Soul Journal: A Framework of Growth


My body is rejecting salt, oil, and caffeine. That’s a strange thing to write, it sounds a bit hocus-pocus to me. How would you know what your body is rejecting?

I get high blood pressure when I eat foods with those things in them. I also get high blood pressure when I listen to loud music or think stressful thoughts or fantasize things—exciting things like meeting a celebrity or going to Mallorca or some other dream. I’m 26 years old, about 125 lbs and otherwise healthy. There is no reason to experience this, really, and it’s only been happening recently.

So instead of going to a doctor and having them prescribe me a short-term course of blood pressure medication, I’m choosing to honour what my body is telling me by committing to a course of clean eating, no exciting music and lots of things that help.

Non-high intensity aerobic exercise like walking helps, yin yoga helps, apple cider vinegar helps, mantras help, and guided meditations help sometimes.

I didn’t have to look any of this up… I’m connected with my body and its signals, thanks in part to the curse/blessing of being considered a slightly anxious person. It’s the other way around, actually. Some anxious people like me are more in tune with their bodies and tend to feel panic when they misinterpret totally normal occurrences in their bodies that other people wouldn’t even pay attention to.

There are different ways to see the same thing.

And while I’m presenting this as two paths, where I am choosing to take the one that is right for me, I admit that ultimately I see this as a meaningful part of my journey, not just a blip. My body is asking me to allow it to accommodate more. More emotions, more situations. It’s asking me to adapt my environment so that it can do more for me by being more adaptable to changes.

I know because this is how it’s reacting to the whirlwind of changes happening now.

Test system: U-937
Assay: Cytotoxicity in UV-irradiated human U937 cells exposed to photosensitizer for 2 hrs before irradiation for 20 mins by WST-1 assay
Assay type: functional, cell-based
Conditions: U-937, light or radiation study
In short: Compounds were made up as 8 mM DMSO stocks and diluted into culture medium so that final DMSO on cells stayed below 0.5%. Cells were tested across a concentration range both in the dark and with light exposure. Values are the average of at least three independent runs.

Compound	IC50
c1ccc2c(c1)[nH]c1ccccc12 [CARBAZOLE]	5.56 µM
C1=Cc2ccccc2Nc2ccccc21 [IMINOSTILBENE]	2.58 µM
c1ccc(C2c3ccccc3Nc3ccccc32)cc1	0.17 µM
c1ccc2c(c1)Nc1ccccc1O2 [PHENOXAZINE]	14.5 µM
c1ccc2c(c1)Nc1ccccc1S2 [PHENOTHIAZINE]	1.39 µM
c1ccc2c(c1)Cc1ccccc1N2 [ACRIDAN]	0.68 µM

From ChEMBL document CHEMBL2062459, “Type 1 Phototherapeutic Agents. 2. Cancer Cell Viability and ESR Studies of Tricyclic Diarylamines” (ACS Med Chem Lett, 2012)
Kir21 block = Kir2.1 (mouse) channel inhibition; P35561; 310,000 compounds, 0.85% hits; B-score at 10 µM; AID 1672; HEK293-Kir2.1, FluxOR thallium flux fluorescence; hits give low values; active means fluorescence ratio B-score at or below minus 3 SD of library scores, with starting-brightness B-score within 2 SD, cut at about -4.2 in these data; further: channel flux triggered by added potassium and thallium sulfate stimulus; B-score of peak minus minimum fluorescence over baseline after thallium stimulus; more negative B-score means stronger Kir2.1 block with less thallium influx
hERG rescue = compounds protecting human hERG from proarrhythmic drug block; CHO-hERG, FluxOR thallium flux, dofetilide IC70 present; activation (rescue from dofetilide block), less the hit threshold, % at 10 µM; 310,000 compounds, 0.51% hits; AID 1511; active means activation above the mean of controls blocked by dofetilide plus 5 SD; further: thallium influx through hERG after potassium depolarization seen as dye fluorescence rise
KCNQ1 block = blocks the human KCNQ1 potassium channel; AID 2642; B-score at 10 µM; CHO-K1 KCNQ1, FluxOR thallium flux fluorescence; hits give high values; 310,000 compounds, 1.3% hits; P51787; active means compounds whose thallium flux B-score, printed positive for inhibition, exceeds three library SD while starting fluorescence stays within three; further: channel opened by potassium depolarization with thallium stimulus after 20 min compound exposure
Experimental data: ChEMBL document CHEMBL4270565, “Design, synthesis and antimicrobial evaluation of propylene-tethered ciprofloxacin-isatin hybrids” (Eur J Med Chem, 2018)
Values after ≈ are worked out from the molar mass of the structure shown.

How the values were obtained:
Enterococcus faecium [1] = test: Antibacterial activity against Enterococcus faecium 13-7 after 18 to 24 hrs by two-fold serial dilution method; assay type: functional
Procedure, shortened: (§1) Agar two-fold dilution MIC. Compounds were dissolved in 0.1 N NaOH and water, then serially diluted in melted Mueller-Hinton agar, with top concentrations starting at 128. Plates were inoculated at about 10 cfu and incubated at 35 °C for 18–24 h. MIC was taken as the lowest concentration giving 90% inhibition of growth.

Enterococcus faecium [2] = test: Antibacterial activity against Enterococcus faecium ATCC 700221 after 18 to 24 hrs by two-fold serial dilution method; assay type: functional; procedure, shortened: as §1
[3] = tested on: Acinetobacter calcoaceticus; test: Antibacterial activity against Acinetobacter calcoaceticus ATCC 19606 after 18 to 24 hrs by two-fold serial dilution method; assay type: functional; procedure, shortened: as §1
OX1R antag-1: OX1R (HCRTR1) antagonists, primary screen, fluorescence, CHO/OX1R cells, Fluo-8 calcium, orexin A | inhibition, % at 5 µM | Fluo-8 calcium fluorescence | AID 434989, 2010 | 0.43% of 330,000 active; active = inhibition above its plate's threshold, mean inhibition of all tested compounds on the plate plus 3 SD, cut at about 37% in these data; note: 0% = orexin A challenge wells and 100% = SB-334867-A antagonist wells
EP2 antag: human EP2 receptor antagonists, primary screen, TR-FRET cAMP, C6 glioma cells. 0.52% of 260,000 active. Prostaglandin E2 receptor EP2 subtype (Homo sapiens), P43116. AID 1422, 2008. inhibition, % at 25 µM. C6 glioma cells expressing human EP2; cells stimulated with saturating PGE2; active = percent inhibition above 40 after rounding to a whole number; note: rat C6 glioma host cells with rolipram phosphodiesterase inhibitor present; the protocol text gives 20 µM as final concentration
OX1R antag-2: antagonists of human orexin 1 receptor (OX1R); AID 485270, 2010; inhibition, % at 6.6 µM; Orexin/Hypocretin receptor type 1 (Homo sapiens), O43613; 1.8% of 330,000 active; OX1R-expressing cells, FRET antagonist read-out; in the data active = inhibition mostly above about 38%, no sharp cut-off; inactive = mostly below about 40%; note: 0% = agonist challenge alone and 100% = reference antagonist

And I want all that. I want to be able to live in the now, without the security of the future, a fantasy that  isn’t happening now, the fake excitement of a Spotify playlist that takes me somewhere other than here, and the emotion-numbing allure of salty, oily foods and caffeine—or alcohol. I want to be able to live free from of all of those things and to live here.

While I am being forced to make a change, this is also a change I want with all of my being. I’m lucky this is happening to me. And I am so grateful, too.

Quinoa Three Ways

If you hate the texture! 

Even though I learned about the benefits of quinoa years ago, I really couldn’t bring myself to eat it until recently. Unlike rice and other grains I like, quinoa seeds would—annoyingly—slip beneath my teeth as I tried to chew. I just can’t stand the texture of plain quinoa, and I don’t imagine I’m the only one.

Quinoa is one of the few plant foods that contains all nine essential amino acids, making it a plant-based form of a complete protein. According to the BBC Good Food website, a magazine I love (and trust), quinoa is high in fibre and a good source of iron, magnesium and manganese. As well, research shows that quinoa is high in anti-inflammatory phytonutrients. You can click to see where I have found this information and more, here.

In conclusion, quinoa is a good thing (better than most grains, it seems)! So I didn’t want to just give up on it because of a texture problem. And it turned out to be a pretty easy one to circumvent, anyway. I just have to mix it with other things.

Here are my three favourite ways to eat quinoa recently. It’s gone from bearable to being a constant in my diet.